Charity And Celebrities Team Up To Promote Free Home HIV Tests For National HIV Testing Week – TakeATestUK

Charity And Celebrities Team Up To Promote Free Home HIV Tests For National HIV Testing Week

takeatestuk-walton-lizzie-davies-francisA leading HIV awareness charity is promoting HIV testing, and combating stigma, during this year’s National HIV Testing Week – by employing the power of new technologies.

Saving Lives is a national charity with the aim of reducing the amount of undiagnosed HIV in the UK. Through its network of celebrity ambassadors, and advocates living with HIV, it is promoting on social media free home HIV tests via TakeATestUK.com for anyone in the country who wants to know their HIV status.

The offer is valid from the start of National HIV Testing Week, 19th November, until World Aids Day, 1st December. Social media will be a key focus for the charity and its ambassadors in promoting the offer.

“One in five of those living with HIV in the UK do not know their status,” says Dr Steve Taylor, HIV Specialist at Birmingham Heartlands Hospital and Saving Lives’ Medical Director. “That means they cannot access today’s life-saving treatments, that can provide people with the virus with a long and full life. Testing is the only way to know your status”.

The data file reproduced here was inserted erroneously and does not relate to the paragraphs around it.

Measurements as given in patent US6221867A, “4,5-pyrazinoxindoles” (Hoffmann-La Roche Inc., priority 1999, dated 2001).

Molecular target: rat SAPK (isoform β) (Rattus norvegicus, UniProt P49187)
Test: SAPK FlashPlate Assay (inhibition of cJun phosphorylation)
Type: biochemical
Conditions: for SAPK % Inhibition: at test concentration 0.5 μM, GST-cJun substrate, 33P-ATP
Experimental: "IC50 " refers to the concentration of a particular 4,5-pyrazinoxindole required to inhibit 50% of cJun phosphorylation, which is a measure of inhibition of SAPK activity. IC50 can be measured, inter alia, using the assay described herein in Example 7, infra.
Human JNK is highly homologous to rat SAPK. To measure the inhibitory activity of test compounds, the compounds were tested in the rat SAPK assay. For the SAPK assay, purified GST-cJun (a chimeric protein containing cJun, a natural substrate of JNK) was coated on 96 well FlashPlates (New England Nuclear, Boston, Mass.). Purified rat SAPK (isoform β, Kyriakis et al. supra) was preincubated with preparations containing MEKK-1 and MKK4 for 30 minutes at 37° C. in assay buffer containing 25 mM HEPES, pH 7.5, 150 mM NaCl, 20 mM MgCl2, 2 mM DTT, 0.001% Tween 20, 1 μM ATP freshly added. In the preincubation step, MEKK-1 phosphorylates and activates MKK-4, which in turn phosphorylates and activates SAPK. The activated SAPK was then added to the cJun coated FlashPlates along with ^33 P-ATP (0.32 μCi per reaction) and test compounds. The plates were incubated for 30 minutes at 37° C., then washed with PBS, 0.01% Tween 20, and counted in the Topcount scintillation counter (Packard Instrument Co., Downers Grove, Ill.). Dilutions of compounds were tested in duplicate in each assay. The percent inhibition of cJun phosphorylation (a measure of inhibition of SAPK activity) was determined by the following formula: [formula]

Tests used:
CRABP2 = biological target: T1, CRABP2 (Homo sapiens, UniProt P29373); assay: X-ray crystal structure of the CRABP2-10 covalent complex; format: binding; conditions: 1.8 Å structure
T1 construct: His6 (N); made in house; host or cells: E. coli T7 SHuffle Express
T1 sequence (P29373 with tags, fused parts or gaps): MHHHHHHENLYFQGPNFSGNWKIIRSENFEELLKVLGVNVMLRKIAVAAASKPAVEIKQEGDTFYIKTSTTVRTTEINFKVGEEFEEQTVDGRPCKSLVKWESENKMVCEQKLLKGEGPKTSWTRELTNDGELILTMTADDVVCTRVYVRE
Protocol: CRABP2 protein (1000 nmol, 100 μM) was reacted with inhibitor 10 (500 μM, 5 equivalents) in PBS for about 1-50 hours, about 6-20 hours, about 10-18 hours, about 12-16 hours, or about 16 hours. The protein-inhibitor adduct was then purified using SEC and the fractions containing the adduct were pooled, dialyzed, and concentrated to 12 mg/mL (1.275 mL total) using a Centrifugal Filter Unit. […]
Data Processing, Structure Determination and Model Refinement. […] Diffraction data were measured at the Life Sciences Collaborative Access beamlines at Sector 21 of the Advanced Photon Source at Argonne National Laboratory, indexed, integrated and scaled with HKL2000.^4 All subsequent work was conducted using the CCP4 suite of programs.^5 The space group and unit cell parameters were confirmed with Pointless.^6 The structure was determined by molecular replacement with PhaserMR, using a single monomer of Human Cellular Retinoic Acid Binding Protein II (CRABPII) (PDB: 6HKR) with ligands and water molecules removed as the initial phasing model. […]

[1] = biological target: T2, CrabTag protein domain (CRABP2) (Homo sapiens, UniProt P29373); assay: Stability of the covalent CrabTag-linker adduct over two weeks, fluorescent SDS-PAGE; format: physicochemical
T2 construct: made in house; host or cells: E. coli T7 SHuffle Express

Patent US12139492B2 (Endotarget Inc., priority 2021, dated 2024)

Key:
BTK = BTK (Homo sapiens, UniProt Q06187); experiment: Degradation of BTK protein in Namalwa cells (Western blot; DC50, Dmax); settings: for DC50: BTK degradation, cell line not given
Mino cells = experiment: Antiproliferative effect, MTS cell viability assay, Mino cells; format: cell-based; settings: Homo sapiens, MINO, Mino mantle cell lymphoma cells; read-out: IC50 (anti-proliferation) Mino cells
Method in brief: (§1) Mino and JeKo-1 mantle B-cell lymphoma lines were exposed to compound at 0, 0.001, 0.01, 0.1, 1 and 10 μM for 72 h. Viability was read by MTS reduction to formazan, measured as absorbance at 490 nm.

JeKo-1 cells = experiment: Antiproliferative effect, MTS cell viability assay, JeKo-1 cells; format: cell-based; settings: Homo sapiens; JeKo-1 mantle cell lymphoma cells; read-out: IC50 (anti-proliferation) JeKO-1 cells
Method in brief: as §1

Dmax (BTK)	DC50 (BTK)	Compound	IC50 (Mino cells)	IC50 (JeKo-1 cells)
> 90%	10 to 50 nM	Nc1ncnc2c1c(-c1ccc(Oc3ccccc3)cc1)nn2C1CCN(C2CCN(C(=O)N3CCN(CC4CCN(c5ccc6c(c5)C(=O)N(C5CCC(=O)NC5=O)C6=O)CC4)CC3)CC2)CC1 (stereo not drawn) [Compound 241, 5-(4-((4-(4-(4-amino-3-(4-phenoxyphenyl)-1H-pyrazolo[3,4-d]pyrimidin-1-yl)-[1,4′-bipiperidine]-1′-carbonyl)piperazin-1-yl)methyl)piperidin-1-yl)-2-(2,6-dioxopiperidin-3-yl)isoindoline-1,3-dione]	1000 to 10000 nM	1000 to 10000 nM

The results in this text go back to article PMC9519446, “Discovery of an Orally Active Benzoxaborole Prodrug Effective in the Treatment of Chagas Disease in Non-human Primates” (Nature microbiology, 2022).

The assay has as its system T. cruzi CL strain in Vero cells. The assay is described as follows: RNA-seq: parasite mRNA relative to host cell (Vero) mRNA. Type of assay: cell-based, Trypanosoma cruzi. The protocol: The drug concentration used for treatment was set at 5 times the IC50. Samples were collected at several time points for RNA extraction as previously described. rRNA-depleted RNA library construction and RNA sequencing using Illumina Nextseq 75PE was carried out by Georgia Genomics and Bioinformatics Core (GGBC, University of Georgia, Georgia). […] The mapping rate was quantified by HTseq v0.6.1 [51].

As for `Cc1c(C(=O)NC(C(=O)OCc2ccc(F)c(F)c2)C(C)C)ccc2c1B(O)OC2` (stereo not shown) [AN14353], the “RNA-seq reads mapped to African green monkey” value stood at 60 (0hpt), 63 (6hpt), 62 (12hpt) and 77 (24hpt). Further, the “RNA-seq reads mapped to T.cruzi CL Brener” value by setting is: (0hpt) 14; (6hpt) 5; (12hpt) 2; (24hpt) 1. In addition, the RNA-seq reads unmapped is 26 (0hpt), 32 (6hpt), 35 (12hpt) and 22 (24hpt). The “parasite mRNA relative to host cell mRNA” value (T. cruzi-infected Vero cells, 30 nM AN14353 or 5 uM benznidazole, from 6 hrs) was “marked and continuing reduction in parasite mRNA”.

“Getting more people testing is a public health imperative. That’s why the charity will be offering free home HIV testing kits to anyone who wants one via its newly launched postal testing service, TakeATestUK.com, throughout National HIV Testing Week.”

The stigma that still surrounds HIV can dissuade people from attending a sexual health clinic or their GP to take a test. Saving Lives seeks to fight these misconceptions by communicating about HIV in more accessible ways. The work of the charity and its ambassadors has been featured on the BBC, on community radio stations, and in newspapers as diverse as The Guardian and The Sun.

Premiership footballer Curtis Davis is a patron of Saving Lives and an ambassador for the charity. “There are lots of myths about HIV,” he says. “That means people can be nervous about getting a test.

“The great thing about home testing through Saving Lives is that it’s the same quality as going to a clinic – but many people will feel a lot more comfortable in their own home.”

Lizzie is a woman living with HIV and a positive ambassador for the charity. “Stigma is a killer,” she says. “It stops people testing, and late diagnosis is associated with much poorer health outcomes. Free home testing is a great way to get people who wouldn’t normally test to do so.”

The charity’s network of celebrity ambassadors includes Sally Walton, a London 2012 Olympic medallist, and the DJ Colin Francis. “Both of us support the charity because it seems so obvious that we should all think about our sexual health – and get tested to stay safe,” says Sally.

“Promoting HIV testing is about promoting self-respect,” agrees Colin Francis. “We’ll be supporting the charity online and offline because every extra test really does make all of us that little bit healthier.”

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